Utilizing Technology to Improve Natural Disaster Restoration Efforts

Utilizing Technology to Improve Natural Disaster Restoration Efforts

Innovation
By Brian Sprinkle, Technical Applications Supervisor, CN Utility Consulting

 

THE CHALLENGE: IMPROVING NATIONAL DISASTER RESTORATION

Natural disasters like wildfires are a natural part of many ecosystems. For those who live and work within areas susceptible to fire, the destruction can come quickly and be catastrophic. Utility infrastructure is not immune to fires, and utilities can become overwhelmed with the amount of damage caused by a fire. In an emergency situation, such as the California Valley Fire, a well-devised plan speeds up the restoration process and improves efficiency.

One of the biggest challenges during an emergency power restoration event is the accurate planning of work and the collection of data. Frequently, these events are characterized by haphazard work done with very little planning or documentation.

SOLUTION: GE MAPSIGHT

CN Utility Consulting used GE MapSight 300 to document damaged hardware and identify trees that required work after the Valley Fire. Normally these would be separate tasks, but the versatility of MapSight allows these tasks to be completed simultaneously. Using advanced GPS locating technology (sub-meter accuracy), customizable software, and a precision measuring device, CN Utility Consulting was able to create time-stamped, geo-referenced work inspections. Inspection plans captured a variety of information crucial for the restoration process. Some of the key information collected included: location, unique pole or tree identification number, tree quantity, tree species, diameter at breast height (DBH), prescription type, priority rating, and any necessary comments.

HOW IT WORKS

When the device interfaces with a computer, all data is exported as a PDF, CSV (Excel file), KMZ (Google Earth), and SHP (GIS) file. While the data is primarily used to support tree work and provide actionable work requests, there are some additional benefits as well. Infrastructure-related PDFs were delivered to overhead maintenance crews to support the reconstruction process. Tree-related PDFs were delivered to tree crews, and then signed and returned to the utility after the tree work was completed. PDF documents were also provided to the insurance company as documentation showing the damage to the infrastructure and utility forest. The raw data was quantified in the CSV file to estimate time and resources required to complete the tree work, as well as document the extent of the damage to the utility forest. The Google Earth KMZ file provided an interactive map that displayed all photos and collection data for the trees or poles in question. If the client chooses to do so, the SHP file, which is used to store the location, shape and attributes of geographic features, can be integrated into a utility’s GIS system as another layer to be toggled.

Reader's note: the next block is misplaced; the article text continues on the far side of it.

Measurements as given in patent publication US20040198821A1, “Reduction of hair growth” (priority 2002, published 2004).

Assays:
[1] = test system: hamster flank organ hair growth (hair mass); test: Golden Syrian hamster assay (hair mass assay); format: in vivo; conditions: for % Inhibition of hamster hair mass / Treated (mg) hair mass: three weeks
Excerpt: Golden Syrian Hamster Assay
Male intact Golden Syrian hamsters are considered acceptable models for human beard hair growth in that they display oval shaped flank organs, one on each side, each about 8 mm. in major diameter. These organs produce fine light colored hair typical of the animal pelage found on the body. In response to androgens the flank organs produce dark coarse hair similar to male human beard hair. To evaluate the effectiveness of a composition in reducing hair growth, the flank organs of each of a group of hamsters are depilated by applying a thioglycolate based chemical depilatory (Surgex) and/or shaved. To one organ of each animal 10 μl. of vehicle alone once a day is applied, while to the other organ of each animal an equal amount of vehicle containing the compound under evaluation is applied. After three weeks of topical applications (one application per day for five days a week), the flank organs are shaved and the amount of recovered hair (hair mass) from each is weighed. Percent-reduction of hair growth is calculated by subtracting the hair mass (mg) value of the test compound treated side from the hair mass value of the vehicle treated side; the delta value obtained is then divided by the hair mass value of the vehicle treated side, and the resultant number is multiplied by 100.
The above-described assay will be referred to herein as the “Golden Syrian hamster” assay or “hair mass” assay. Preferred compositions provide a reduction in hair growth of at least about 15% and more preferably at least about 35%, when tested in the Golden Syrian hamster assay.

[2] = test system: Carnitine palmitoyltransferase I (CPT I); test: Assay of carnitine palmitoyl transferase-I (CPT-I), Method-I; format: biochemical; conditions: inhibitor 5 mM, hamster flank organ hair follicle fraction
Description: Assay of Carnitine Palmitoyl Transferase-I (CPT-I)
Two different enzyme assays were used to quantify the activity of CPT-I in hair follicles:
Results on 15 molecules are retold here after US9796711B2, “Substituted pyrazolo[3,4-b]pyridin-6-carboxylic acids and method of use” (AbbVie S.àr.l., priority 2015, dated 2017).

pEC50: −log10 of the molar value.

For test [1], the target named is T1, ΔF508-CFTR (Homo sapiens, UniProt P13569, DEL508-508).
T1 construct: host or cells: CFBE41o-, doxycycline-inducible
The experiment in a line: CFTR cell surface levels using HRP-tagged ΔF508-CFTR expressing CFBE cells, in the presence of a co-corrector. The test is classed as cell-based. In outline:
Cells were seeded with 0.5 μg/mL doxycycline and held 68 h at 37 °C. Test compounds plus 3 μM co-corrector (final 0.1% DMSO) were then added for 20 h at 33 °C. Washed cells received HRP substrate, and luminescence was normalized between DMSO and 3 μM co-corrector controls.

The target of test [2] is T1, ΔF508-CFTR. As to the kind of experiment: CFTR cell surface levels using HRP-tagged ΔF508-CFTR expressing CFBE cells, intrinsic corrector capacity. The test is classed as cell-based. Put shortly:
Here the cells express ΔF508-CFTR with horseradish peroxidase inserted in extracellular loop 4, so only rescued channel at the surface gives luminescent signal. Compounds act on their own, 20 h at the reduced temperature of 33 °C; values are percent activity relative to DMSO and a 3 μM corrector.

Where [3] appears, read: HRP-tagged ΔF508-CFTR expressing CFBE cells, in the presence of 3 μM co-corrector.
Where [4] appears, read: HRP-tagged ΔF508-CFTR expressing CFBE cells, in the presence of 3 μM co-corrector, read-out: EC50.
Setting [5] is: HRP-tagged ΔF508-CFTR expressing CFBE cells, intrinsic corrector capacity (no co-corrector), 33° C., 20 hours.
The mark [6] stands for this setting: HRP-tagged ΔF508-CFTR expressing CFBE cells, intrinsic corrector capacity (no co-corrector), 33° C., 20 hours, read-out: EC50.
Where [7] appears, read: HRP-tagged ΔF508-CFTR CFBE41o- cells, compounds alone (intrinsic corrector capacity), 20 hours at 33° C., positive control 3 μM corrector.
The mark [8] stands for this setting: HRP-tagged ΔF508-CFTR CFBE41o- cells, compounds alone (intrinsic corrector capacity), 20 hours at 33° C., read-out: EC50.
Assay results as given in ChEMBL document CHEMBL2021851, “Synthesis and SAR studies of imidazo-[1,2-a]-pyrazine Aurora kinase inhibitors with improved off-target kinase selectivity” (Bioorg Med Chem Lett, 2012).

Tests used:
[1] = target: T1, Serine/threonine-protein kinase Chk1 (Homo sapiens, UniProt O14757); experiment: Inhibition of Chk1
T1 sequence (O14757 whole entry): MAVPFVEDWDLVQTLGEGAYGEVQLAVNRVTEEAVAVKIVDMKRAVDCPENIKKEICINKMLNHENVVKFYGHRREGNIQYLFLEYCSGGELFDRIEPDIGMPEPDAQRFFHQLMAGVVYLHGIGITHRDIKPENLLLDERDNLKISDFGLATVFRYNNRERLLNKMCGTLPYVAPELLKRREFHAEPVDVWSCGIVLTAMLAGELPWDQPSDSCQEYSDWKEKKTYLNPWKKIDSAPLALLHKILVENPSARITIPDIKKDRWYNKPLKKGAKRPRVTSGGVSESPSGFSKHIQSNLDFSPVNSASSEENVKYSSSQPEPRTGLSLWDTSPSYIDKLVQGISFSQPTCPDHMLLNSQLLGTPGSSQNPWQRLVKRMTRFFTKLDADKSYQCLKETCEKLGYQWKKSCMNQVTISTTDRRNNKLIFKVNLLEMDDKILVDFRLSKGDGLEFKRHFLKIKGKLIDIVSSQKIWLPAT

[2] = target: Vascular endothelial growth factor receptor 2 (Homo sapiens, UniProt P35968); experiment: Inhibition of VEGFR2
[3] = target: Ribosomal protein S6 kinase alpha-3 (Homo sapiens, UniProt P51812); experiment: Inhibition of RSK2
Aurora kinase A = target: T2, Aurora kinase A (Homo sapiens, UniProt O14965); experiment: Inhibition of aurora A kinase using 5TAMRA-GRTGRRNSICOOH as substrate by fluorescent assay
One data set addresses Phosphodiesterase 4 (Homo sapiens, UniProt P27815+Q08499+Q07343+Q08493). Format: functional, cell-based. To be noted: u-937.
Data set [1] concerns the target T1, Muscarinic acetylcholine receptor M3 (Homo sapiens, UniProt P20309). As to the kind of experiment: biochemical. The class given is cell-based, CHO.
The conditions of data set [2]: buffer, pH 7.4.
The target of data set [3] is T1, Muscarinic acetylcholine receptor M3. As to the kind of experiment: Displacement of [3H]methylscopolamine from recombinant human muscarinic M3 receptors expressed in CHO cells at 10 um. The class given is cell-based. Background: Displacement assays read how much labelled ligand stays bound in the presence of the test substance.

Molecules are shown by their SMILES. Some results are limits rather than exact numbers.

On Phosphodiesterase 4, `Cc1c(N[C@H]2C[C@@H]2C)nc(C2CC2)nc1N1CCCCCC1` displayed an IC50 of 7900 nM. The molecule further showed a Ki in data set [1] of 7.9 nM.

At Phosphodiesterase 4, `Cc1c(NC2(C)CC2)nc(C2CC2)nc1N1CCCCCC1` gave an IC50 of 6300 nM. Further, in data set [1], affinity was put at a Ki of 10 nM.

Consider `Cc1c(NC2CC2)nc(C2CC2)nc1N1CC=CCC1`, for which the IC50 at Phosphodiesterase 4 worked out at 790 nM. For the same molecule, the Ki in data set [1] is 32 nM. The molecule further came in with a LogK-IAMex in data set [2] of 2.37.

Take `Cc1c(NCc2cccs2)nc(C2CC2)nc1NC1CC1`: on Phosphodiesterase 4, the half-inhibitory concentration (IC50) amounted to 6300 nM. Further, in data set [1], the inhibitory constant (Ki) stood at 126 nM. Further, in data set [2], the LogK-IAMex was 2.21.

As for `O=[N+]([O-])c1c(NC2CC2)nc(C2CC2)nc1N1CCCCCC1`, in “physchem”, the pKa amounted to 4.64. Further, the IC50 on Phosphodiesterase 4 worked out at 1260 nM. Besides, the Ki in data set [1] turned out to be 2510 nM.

Wildfires, hurricanes, tornadoes, and other of natural disasters have a common denominator; they are destructive and cause catastrophic damage to our way of life. While we can’t prevent natural disasters from occurring, we can improve the restoration process. MapSight is a powerful tool that can be harnessed to improve restoration efforts and improve efficiency in the midst of chaos.

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